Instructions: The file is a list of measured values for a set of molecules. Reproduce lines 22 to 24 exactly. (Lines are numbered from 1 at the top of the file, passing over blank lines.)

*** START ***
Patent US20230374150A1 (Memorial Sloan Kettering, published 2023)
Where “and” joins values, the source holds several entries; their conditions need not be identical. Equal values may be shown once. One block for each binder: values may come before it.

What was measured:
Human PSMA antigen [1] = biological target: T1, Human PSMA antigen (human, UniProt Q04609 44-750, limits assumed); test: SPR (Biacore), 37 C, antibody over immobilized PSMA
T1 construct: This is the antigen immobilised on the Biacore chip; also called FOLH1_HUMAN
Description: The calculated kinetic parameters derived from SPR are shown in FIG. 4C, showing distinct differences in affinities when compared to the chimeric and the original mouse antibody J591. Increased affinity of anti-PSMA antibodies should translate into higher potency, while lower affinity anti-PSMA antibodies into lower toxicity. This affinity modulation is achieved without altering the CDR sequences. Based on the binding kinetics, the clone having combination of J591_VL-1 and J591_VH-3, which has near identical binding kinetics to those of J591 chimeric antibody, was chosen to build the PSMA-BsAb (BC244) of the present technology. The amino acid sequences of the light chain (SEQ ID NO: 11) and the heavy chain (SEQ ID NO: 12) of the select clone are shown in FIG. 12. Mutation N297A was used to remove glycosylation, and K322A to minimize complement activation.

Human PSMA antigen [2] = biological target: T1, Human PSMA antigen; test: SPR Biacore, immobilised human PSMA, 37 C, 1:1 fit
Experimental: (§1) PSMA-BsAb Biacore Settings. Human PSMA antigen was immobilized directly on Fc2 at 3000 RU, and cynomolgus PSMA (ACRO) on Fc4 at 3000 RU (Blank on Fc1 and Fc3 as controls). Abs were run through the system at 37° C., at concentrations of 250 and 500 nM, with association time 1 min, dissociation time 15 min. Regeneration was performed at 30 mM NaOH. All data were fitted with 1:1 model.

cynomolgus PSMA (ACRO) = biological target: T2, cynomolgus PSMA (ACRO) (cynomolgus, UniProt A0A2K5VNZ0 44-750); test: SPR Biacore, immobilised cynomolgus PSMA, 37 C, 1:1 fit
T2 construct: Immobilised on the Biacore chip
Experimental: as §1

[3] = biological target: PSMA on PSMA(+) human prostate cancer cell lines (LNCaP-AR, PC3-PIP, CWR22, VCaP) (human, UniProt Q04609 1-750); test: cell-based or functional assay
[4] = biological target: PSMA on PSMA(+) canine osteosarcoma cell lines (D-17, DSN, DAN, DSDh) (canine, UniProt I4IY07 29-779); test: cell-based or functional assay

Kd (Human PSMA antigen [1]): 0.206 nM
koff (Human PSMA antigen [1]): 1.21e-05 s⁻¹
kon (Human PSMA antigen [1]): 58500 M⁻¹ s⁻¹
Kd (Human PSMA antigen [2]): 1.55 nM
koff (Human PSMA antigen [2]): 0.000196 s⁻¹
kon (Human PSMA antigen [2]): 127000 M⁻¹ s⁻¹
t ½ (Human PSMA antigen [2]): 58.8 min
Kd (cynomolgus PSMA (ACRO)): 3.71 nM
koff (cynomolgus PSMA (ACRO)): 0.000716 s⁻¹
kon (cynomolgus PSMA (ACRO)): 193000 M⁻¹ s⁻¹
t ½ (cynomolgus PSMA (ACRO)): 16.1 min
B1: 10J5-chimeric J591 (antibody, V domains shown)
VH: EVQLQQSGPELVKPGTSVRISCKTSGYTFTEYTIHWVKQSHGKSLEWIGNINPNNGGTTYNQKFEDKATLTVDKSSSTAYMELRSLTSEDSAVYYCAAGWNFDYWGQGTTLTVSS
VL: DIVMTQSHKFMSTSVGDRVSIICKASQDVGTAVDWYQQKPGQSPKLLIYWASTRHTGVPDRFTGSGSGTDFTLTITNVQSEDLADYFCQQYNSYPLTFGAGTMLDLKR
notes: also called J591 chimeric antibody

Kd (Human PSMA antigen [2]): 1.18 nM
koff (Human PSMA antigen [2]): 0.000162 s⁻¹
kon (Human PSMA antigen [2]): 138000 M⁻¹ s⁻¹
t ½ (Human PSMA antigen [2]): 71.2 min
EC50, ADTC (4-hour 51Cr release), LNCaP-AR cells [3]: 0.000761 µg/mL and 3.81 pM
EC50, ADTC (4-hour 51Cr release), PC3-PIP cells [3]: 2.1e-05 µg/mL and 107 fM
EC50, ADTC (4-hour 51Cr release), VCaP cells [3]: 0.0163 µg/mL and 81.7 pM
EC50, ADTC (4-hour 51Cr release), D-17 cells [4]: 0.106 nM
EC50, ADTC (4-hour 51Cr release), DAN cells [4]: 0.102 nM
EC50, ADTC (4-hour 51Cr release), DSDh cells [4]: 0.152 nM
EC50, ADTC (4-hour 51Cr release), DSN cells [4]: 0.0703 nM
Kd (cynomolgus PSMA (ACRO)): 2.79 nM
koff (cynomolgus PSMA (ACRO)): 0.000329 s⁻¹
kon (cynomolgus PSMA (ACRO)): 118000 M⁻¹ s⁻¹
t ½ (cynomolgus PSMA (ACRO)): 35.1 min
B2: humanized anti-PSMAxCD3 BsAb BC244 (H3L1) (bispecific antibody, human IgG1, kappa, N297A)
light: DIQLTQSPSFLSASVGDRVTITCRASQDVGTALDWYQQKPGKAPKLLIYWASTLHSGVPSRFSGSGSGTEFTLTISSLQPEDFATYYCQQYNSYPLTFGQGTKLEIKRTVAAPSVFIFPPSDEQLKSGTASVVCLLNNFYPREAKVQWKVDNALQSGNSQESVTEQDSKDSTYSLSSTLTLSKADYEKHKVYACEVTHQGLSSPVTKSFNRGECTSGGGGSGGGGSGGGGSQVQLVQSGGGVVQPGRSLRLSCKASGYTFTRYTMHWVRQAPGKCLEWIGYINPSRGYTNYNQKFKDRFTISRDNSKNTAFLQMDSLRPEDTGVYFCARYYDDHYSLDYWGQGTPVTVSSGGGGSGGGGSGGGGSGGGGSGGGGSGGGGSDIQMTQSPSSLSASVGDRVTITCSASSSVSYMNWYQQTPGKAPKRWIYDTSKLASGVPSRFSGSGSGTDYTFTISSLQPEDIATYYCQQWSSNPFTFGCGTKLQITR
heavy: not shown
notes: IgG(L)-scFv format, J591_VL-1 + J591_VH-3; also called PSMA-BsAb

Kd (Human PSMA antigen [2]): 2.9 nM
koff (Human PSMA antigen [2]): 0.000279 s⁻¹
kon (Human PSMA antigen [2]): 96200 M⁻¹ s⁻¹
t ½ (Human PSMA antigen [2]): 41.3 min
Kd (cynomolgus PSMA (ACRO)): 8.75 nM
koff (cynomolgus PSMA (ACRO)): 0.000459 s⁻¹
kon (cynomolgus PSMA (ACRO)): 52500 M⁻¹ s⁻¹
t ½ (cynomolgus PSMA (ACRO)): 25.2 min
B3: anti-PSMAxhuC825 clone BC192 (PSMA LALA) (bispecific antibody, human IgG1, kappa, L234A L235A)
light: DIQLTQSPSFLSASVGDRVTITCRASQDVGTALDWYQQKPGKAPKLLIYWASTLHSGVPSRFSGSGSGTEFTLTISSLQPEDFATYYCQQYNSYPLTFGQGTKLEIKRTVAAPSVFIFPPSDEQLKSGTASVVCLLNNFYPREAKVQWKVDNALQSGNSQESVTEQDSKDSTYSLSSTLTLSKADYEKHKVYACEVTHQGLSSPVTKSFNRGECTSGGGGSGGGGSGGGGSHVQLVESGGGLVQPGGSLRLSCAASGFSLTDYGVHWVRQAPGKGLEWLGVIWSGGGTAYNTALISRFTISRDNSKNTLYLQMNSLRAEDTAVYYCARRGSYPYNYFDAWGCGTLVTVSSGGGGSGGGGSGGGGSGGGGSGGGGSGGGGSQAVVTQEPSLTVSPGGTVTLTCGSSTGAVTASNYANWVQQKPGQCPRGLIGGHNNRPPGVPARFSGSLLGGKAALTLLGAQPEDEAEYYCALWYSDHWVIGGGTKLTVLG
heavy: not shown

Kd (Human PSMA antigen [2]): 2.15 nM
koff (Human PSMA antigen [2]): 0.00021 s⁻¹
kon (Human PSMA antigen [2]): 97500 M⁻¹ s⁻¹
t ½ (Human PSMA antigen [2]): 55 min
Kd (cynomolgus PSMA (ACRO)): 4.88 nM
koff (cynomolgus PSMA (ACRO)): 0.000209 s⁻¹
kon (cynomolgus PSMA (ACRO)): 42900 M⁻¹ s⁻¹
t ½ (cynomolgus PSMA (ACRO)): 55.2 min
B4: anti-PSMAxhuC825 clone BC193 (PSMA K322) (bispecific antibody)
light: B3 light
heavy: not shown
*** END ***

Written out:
koff (cynomolgus PSMA (ACRO)): 0.000716 s⁻¹
kon (cynomolgus PSMA (ACRO)): 193000 M⁻¹ s⁻¹
t ½ (cynomolgus PSMA (ACRO)): 16.1 min